The Top Ten, featuring Battlefront, KOTOR, and more…
10) The Old Republic, 2011. BioWare.
I imagine this might be a tad controversial, but I liked ToR a lot. It’s a pale sequel to other Old Republic games, and as an MMO, is inherently saddled with an expiration date, but I got a lot of mileage out of it. It’s fully voiced in ways most games that make such a claim just aren’t, and even the lesser character plots (of which there are 6) seemed interesting enough to try. The playspaces are huge, the character specific starships fitting and fun, and the locations eclectic and interesting.
Taken on its own merits, it’s a damned good game, and given that it’s now entirely free to play, hard not to recommend for a least a few hours.
9) Republic Commando, 2005.
Oh, Republic Commando. How fun you were, until you weren’t. How long you forestalled your ending, padding out your runtime. How interesting your plot, until Karen Traviss lionized your characters and your fanbase decided that you were the holy grail of video games, and your not having a sequel was tantamount to a war crime.
I mean, this is a good game. Very good, even. It had some problems, but the general tone it struck was different enough from most of the rest of Star Wars that I understand the appeal. But there was never going to be a sequel. That much should have been obvious by when it was released.
Anyways, the creative director is now working on Halo 5.
8) X-Wing vs TIE Fighter, 1997.
In the end, I had to choose between this and Rogue Leader. Given that this is also a stand in for the other X-Wing and TIE fighter games, and that it’s maybe the most important flight sim franchise of all time, the answer was obvious.
Also it’s really fun, from what I remember, and very cheap on Steam as we speak.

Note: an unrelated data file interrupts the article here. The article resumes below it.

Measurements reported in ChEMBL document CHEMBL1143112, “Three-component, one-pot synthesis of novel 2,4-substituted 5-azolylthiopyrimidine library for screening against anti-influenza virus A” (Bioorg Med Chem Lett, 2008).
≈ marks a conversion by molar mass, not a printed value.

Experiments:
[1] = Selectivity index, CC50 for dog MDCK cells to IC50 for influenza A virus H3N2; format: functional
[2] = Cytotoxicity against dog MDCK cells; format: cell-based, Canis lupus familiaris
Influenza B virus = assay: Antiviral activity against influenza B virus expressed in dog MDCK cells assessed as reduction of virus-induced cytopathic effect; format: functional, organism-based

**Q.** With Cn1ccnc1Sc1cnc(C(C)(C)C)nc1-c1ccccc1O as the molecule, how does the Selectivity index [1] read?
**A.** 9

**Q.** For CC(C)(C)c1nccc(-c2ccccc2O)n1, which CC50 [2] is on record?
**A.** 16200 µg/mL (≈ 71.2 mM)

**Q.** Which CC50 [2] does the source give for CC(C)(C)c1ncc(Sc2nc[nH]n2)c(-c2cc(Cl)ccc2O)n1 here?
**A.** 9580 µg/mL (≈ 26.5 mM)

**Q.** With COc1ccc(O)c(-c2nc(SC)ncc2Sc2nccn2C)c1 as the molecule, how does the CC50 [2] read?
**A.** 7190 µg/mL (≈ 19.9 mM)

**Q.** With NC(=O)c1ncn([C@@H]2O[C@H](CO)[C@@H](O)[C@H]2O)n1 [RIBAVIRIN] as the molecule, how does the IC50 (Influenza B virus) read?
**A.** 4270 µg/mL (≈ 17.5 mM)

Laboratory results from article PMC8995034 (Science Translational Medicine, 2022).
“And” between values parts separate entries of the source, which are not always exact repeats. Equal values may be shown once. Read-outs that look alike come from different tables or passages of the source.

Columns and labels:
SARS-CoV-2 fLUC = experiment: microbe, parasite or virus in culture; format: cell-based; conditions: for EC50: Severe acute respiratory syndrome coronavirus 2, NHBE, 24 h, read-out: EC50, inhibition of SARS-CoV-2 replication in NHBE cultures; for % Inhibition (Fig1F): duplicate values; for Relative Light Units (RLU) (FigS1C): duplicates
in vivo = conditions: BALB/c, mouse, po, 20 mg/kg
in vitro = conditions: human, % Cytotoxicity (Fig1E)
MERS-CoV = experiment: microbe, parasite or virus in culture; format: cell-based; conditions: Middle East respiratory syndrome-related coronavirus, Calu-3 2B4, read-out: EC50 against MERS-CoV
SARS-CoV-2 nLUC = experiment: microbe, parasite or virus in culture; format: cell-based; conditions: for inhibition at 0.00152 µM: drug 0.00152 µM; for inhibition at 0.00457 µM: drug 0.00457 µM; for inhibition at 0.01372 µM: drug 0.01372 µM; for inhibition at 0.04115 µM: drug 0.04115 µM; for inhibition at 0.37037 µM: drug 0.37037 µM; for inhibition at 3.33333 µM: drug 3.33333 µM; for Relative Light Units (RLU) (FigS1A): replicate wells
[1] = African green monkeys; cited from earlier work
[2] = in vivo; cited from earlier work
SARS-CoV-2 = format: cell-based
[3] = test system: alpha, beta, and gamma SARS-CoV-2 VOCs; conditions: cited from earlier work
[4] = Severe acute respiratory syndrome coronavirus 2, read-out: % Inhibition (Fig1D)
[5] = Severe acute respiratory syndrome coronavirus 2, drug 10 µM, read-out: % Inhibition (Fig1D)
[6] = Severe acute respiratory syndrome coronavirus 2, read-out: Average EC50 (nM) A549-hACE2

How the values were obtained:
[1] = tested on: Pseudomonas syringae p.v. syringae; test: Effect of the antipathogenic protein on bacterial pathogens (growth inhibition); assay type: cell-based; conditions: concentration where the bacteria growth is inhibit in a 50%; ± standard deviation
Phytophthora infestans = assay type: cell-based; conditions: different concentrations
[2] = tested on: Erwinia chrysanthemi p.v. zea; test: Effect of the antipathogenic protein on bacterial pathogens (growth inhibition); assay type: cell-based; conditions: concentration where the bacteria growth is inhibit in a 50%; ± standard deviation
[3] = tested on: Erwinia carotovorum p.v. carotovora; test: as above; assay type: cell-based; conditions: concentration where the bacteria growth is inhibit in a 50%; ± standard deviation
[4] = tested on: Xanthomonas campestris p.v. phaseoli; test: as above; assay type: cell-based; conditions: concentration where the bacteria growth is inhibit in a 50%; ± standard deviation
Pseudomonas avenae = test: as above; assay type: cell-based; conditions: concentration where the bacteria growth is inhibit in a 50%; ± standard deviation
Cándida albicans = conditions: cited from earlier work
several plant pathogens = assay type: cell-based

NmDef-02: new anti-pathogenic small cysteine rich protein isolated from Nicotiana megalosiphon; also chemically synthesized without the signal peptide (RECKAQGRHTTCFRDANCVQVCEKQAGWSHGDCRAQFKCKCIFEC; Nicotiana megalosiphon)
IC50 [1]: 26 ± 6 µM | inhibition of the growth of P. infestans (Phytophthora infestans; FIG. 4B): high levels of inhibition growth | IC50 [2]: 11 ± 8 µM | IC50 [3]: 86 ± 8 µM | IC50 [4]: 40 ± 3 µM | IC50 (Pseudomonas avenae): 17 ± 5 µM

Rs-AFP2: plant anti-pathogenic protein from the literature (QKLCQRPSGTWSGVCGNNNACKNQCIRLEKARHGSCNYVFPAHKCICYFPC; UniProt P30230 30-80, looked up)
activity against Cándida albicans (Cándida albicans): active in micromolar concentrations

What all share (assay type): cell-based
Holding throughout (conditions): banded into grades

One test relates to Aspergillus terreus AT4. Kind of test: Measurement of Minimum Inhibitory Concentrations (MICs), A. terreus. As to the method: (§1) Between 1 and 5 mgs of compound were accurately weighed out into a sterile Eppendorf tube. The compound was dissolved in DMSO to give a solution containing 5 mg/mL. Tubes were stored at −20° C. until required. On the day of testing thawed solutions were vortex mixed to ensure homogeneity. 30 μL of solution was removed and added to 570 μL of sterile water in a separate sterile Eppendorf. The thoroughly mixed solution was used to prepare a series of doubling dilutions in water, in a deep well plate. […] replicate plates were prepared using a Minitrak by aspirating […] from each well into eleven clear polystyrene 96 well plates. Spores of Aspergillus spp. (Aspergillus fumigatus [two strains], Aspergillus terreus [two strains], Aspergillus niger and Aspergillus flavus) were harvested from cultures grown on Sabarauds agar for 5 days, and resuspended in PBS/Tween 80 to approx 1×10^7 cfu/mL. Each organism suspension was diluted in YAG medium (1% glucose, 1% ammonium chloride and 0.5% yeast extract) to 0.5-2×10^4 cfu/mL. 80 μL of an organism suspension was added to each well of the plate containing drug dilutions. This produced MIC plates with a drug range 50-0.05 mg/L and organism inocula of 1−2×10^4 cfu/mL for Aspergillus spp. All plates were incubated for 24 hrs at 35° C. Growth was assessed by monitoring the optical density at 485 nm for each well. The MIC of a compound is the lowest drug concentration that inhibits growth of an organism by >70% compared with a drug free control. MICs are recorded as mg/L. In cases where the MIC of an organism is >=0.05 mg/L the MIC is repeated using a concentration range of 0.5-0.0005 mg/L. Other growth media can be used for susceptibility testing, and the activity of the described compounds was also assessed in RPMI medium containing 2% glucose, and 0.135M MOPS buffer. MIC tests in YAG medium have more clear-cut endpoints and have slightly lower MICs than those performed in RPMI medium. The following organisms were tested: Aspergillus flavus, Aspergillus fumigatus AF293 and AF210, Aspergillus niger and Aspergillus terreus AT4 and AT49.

7) Jedi Knight: Jedi Academy, 2003.
Academy, the fourth (and apparently final) game in the Dark Forces series, is the only game not to directly follow ex-mercenary Jedi Kyle Katarn, and for that its main plot suffers. While Outcast, its direct predecessor, is hardly a revolution in interactive storytelling, JA is almost painfully cliche at times.
Thankfully, that’s not the main focus. The fully-customized character interface, the greatly enhanced (and still best ever created) lightsaber combat, and the vignette-style mission structure make it something of a bite-sized Star Wars experience. Beat a few missions at a time and put it down. It makes the entire experience less taxing, and the individual missions stand out more.
If you’ve played it, you’re probably already singling out some of your favorites: the mission on Corellia where you stop a bomb on a speeding train. The rancor mission. The tomb mission on Chandrilla. The mission where you lose your lightsaber and are hunted by an arms dealer. On and on. Even the longer, chapter-ending missions are shorter than their counterparts in other games in the series, and it lends the entire affair a friendlier tone, more befitting of the adventure serials Star Wars was originally modeled after.
6) Jedi Knight: Dark Forces II, 1997.
Looking back Jedi Knight is a fairly groundbreaking game. Where it falls into a lot of the same routines as other shooters of its pre Half-Life era (platforming, endless arsenals, health packs, etc), it also finds new avenues to explore, sometimes literally. It’s a huge game, is what I mean to say, and while the levels begin to fold in on themselves near the end, it’s very strongly distinct, featuring some of the first live action Star Wars footage since Return of the Jedi wrapped.
More than that, Dark Forces II does well to distinguish itself from the (very good) DOOM clone the first game ended up seeming, mainly through use of a third-person camera for lightsaber fights — a feature that still manages to be somewhat exciting today, and must have been mind-blowing in 1997. JK’s level design, lightsaber combat, overall sound quality and propulsive plot make it inarguably one of the most distinctive EU products, and the wellspring from which two other great games sprung.
5) Star Wars Battlefront, 2004. Pandemic.